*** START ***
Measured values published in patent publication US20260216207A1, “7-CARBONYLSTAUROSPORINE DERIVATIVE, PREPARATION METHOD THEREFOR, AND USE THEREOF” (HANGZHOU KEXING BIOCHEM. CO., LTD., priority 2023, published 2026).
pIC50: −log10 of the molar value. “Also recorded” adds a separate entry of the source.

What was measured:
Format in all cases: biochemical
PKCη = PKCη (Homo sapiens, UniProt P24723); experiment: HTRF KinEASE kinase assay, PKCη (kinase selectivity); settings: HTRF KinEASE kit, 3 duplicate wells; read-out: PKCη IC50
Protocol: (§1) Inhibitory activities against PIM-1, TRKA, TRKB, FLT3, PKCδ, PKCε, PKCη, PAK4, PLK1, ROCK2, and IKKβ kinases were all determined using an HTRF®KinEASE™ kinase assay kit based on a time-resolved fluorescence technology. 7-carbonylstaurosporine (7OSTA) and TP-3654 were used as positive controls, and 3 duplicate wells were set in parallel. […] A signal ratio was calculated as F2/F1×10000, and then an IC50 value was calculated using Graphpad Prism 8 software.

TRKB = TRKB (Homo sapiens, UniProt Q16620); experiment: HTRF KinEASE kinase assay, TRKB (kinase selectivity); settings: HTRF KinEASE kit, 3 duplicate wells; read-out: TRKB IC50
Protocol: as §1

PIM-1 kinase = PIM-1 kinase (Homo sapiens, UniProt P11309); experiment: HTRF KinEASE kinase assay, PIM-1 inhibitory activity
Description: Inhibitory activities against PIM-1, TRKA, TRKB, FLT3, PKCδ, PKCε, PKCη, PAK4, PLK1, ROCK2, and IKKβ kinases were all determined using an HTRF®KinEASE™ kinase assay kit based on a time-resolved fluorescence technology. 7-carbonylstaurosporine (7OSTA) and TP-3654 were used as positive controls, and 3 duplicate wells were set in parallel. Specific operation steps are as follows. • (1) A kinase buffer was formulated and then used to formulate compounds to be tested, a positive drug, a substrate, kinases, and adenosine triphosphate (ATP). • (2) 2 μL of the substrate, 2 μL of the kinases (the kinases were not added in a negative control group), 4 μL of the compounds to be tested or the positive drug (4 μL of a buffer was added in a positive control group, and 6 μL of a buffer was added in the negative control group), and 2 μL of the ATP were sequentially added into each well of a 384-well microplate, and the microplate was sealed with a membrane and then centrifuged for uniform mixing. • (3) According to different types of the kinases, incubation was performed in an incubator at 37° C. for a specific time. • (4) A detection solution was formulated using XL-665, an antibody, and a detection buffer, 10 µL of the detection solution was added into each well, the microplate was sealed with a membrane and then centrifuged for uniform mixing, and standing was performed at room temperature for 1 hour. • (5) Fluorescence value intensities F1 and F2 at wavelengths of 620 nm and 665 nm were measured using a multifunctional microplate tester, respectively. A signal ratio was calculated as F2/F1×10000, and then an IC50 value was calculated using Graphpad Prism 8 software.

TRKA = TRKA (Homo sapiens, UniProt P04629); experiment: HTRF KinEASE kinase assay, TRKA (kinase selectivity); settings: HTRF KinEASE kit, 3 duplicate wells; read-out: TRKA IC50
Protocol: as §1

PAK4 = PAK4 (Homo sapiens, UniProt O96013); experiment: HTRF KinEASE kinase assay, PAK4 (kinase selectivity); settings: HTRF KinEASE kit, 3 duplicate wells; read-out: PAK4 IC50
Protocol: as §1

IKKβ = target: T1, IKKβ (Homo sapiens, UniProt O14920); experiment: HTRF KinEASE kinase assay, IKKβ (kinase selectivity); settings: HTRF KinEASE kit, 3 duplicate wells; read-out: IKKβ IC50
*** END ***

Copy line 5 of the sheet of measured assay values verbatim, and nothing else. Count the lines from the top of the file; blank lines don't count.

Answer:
PKCη = PKCη (Homo sapiens, UniProt P24723); experiment: HTRF KinEASE kinase assay, PKCη (kinase selectivity); settings: HTRF KinEASE kit, 3 duplicate wells; read-out: PKCη IC50